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Bahrain, Saudi, most vulnerable to oil shock

Bahrain, Saudi, most vulnerable to oil shock

Bahrain and Saudi Arabia topped the list of rated oil-exporting countries most vulnerable to plummeting crude prices, a leading international ratings agency said Tuesday in a report spotlighting the challenges confronting a region where crude is king.
Along with OPEC powerhouse Saudi Arabia and its tiny neighbor, Bahrain, Azerbaijan was also part of the top three in the vulnerability index list created by Standard & Poor's. Norway, Cameroon and Mexico were the least vulnerable to falling oil prices, according to the report.
"The sharp fall in oil prices since mid-2008 has come as a welcome boom to oil-importing countries, but for oil-exporting countries the drop has been less welcome," Farouk Soussa, a Dubai-based S&P credit analyst, said in a statement. "Some are facing dramatic declines in their fiscal and external balances in 2009, along with much less exuberant growth or even declines in their net asset positions compared with 2008."
The report did not include several OPEC members, including Iran, which S&P said is not rated by the company.
Iran is among the hardest hit of the oil producers, with crude accounting for about 80 percent of its foreign revenues. Critics have accused the country's hardline President Mahmoud Ahmadinejad of squandering the profits from last year's boom on populist projects aimed at shoring up support for his government.
The index _ which did not factor in other elements that help determine S&P's credit ratings of these countries _ offered another reminder of the dangers key members of the Organization of the Petroleum Exporting Countries face in not having a diversified economy during the worst recession to hit the world in about six decades.
Countries like Saudi Arabia, the United Arab Emirates and Kuwait were riding high during the oil price spike that peaked in mid July at about $147 per barrel. But the subsequent collapse to around $50 per barrel on plummeting global demand has cut sharply into sales of a commodity that accounts for between 60 and 90 percent of foreign revenue sources for many OPEC nations.
All but one of the top five spots in the index were held by Arab nations in the Persian Gulf, with Nigeria the odd-man-out.
But Saudi, in particular, has weathered the crisis well despite projections of falling economic growth rates there, and elsewhere in the region.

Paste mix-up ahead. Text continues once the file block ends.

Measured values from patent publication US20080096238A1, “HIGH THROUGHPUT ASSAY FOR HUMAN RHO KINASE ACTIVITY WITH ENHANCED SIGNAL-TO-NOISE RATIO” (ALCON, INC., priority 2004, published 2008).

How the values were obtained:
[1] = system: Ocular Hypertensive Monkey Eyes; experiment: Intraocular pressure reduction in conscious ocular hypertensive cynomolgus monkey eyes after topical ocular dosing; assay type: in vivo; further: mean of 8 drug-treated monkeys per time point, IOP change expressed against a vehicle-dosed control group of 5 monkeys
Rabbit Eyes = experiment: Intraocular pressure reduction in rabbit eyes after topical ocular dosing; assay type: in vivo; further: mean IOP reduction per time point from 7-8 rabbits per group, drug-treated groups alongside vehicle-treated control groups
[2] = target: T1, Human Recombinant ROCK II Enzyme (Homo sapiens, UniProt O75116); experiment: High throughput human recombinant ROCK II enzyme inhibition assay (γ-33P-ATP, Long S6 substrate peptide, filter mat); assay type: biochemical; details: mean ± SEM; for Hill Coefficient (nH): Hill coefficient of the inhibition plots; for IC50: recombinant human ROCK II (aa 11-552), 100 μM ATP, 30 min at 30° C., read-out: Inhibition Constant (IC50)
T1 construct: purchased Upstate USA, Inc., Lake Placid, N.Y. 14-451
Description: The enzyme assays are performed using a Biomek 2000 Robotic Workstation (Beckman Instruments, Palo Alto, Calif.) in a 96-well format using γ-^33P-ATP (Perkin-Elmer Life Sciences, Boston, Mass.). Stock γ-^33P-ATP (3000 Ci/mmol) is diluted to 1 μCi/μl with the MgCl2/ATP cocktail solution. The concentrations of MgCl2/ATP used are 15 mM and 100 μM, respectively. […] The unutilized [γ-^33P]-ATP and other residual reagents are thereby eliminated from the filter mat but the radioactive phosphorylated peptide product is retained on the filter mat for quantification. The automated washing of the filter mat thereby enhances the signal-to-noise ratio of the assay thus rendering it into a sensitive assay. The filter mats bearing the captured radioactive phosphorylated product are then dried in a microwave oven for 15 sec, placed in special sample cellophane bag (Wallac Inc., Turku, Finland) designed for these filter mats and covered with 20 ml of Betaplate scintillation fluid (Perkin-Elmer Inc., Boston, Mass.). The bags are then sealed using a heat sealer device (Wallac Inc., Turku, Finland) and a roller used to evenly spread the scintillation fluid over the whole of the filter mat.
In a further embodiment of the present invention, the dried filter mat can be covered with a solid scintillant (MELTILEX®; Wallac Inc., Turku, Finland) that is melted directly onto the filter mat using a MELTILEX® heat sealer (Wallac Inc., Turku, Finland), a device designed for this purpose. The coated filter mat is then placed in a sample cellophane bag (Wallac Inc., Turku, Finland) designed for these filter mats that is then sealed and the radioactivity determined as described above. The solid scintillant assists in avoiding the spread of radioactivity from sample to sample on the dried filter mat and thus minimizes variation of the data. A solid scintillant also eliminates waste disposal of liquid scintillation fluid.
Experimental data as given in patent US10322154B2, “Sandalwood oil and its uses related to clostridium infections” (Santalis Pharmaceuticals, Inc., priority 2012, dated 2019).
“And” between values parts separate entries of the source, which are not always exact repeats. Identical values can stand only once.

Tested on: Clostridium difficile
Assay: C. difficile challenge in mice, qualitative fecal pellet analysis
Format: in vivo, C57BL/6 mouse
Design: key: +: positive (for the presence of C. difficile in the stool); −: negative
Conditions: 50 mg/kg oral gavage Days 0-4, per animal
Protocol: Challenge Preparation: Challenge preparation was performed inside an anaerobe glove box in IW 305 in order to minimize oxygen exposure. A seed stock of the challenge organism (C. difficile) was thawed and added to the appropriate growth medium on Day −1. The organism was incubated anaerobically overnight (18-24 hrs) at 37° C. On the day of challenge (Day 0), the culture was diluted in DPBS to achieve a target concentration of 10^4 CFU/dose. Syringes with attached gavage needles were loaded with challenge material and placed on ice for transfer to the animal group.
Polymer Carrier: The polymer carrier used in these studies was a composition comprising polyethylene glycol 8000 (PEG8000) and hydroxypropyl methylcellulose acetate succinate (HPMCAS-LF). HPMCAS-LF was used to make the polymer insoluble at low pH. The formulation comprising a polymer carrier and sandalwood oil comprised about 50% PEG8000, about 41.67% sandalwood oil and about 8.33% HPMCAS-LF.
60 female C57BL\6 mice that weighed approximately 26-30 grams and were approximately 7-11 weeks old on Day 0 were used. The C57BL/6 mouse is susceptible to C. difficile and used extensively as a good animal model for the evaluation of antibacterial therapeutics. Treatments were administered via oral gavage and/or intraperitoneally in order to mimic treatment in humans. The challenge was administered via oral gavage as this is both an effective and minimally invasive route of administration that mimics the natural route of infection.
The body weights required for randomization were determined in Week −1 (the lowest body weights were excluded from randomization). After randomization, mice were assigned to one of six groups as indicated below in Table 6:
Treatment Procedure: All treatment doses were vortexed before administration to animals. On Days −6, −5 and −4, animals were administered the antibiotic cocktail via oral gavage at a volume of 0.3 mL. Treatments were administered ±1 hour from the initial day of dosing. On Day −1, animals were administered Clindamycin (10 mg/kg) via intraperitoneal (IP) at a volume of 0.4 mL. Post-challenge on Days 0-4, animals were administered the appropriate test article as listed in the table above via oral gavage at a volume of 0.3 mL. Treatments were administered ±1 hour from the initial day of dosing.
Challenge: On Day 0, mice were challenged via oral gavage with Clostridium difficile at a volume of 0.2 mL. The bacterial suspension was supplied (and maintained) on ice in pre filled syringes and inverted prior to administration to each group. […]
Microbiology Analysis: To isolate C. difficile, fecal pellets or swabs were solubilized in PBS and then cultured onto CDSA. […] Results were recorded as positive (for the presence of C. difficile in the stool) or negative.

The kingdom's Central Bank has cut interest rates, worked to spur lending and liquidity and has even pushed through an expansionary budget focused on boosting infrastructure spending. But this plan, funded by the massive cash surpluses accrued from the earlier oil boom, have come at a price, with the country projecting its first budget deficit in years.
The International Monetary Fund last month said the global meltdown has forced oil producers in the Middle East to dig deep into their pockets to offset slumping oil revenues. While the IMF said the region was faring well relative to other parts of the world, the days of sharp spikes in economic growth rates were, at least temporarily, over.
Saudi's gross domestic product growth rate was projected to plummet from 4.6 percent in 2008 to -0.9 percent this year before rebounding to 2.9 percent. In the UAE _ home to debt-saddled Dubai _ growth is projected to fall to -0.6 percent in 2009 from 7.4 percent last year, according to the IMF.
Even so, few have sounded the alarm bells, with the expectation that prudent fiscal policies, coupled with a rebound in crude prices once demand picks up, will again help fill these nations' treasuries.
S&P said the index, while useful in gauging overall vulnerability, should be taken in context of the various countries' overall political and economic position and do not reflect the credit worthiness of the individual countries. Saudi Arabia and the UAE, for example, enjoy investment grade sovereign credit ratings.
"The relative rankings in this score of Saudi Arabia (AA-/Stable/A-1+_ and Cameroon (B/Stable/B) are an indication of the importance of other factors in determining sovereign credit quality, such as political stability, a country's overall level of wealth and the overall state of a government's finance," said Soussa.
Among the other countries listed in the rankings, Nigeria came in fourth, followed by Oman, Kuwait, Gabon, Qatar, Trinidad & Tobago, Venezuela, Ecuador, Russia, Abu Dhabi, Kazakhstan, Vietnam, Malaysia, Norway, Cameroon and Mexico.


Updated : 2021-05-18 18:12 GMT+08:00